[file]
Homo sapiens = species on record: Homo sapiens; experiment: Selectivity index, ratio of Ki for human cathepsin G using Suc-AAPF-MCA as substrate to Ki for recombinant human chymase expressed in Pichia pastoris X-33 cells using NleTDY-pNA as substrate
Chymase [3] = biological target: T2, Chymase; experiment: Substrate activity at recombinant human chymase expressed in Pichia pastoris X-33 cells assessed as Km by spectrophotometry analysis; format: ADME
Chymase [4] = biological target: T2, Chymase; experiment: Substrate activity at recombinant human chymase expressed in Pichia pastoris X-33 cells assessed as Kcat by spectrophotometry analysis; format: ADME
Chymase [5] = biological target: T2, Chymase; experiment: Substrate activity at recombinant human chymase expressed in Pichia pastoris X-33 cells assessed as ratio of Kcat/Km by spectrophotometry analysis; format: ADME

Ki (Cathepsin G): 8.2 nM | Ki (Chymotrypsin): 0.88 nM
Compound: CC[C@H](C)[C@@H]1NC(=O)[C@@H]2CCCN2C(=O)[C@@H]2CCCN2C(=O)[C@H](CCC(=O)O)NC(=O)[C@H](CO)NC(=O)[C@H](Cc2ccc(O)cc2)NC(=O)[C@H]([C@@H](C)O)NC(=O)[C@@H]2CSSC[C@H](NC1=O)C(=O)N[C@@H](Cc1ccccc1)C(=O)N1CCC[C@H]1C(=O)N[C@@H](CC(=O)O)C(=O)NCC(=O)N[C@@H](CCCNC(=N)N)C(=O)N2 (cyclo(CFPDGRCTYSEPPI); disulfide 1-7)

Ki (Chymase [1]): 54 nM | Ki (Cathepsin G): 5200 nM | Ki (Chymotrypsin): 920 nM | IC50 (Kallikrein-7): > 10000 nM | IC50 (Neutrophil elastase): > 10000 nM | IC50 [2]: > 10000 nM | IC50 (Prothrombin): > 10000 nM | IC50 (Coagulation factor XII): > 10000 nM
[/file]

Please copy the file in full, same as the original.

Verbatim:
Homo sapiens = species on record: Homo sapiens; experiment: Selectivity index, ratio of Ki for human cathepsin G using Suc-AAPF-MCA as substrate to Ki for recombinant human chymase expressed in Pichia pastoris X-33 cells using NleTDY-pNA as substrate
Chymase [3] = biological target: T2, Chymase; experiment: Substrate activity at recombinant human chymase expressed in Pichia pastoris X-33 cells assessed as Km by spectrophotometry analysis; format: ADME
Chymase [4] = biological target: T2, Chymase; experiment: Substrate activity at recombinant human chymase expressed in Pichia pastoris X-33 cells assessed as Kcat by spectrophotometry analysis; format: ADME
Chymase [5] = biological target: T2, Chymase; experiment: Substrate activity at recombinant human chymase expressed in Pichia pastoris X-33 cells assessed as ratio of Kcat/Km by spectrophotometry analysis; format: ADME

Ki (Cathepsin G): 8.2 nM | Ki (Chymotrypsin): 0.88 nM
Compound: CC[C@H](C)[C@@H]1NC(=O)[C@@H]2CCCN2C(=O)[C@@H]2CCCN2C(=O)[C@H](CCC(=O)O)NC(=O)[C@H](CO)NC(=O)[C@H](Cc2ccc(O)cc2)NC(=O)[C@H]([C@@H](C)O)NC(=O)[C@@H]2CSSC[C@H](NC1=O)C(=O)N[C@@H](Cc1ccccc1)C(=O)N1CCC[C@H]1C(=O)N[C@@H](CC(=O)O)C(=O)NCC(=O)N[C@@H](CCCNC(=N)N)C(=O)N2 (cyclo(CFPDGRCTYSEPPI); disulfide 1-7)

Ki (Chymase [1]): 54 nM | Ki (Cathepsin G): 5200 nM | Ki (Chymotrypsin): 920 nM | IC50 (Kallikrein-7): > 10000 nM | IC50 (Neutrophil elastase): > 10000 nM | IC50 [2]: > 10000 nM | IC50 (Prothrombin): > 10000 nM | IC50 (Coagulation factor XII): > 10000 nM